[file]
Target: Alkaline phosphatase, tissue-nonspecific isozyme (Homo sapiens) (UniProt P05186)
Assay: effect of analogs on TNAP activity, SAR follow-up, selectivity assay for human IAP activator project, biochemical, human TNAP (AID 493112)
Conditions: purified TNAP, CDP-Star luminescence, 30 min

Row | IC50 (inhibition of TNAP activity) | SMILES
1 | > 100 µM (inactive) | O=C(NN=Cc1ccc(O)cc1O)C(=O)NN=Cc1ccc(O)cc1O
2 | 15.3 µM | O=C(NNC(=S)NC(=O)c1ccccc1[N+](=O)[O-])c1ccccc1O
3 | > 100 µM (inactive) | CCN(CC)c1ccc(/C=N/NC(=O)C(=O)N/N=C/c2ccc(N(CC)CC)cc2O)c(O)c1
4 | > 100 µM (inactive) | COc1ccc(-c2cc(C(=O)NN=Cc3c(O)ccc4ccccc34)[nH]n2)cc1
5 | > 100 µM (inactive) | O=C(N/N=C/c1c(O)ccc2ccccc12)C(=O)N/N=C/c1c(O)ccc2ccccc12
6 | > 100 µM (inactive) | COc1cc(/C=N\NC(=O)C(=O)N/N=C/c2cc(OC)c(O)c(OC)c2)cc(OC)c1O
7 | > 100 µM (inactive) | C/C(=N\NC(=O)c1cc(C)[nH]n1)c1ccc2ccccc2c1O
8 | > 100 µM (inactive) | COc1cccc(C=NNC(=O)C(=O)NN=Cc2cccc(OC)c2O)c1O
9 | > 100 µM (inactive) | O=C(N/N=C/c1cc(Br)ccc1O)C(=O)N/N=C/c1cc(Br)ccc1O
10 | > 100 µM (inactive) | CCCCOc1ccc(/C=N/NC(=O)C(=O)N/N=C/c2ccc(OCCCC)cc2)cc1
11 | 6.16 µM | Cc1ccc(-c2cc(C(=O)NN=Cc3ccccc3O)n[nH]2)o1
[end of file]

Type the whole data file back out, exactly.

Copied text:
Target: Alkaline phosphatase, tissue-nonspecific isozyme (Homo sapiens) (UniProt P05186)
Assay: effect of analogs on TNAP activity, SAR follow-up, selectivity assay for human IAP activator project, biochemical, human TNAP (AID 493112)
Conditions: purified TNAP, CDP-Star luminescence, 30 min

Row | IC50 (inhibition of TNAP activity) | SMILES
1 | > 100 µM (inactive) | O=C(NN=Cc1ccc(O)cc1O)C(=O)NN=Cc1ccc(O)cc1O
2 | 15.3 µM | O=C(NNC(=S)NC(=O)c1ccccc1[N+](=O)[O-])c1ccccc1O
3 | > 100 µM (inactive) | CCN(CC)c1ccc(/C=N/NC(=O)C(=O)N/N=C/c2ccc(N(CC)CC)cc2O)c(O)c1
4 | > 100 µM (inactive) | COc1ccc(-c2cc(C(=O)NN=Cc3c(O)ccc4ccccc34)[nH]n2)cc1
5 | > 100 µM (inactive) | O=C(N/N=C/c1c(O)ccc2ccccc12)C(=O)N/N=C/c1c(O)ccc2ccccc12
6 | > 100 µM (inactive) | COc1cc(/C=N\NC(=O)C(=O)N/N=C/c2cc(OC)c(O)c(OC)c2)cc(OC)c1O
7 | > 100 µM (inactive) | C/C(=N\NC(=O)c1cc(C)[nH]n1)c1ccc2ccccc2c1O
8 | > 100 µM (inactive) | COc1cccc(C=NNC(=O)C(=O)NN=Cc2cccc(OC)c2O)c1O
9 | > 100 µM (inactive) | O=C(N/N=C/c1cc(Br)ccc1O)C(=O)N/N=C/c1cc(Br)ccc1O
10 | > 100 µM (inactive) | CCCCOc1ccc(/C=N/NC(=O)C(=O)N/N=C/c2ccc(OCCCC)cc2)cc1
11 | 6.16 µM | Cc1ccc(-c2cc(C(=O)NN=Cc3ccccc3O)n[nH]2)o1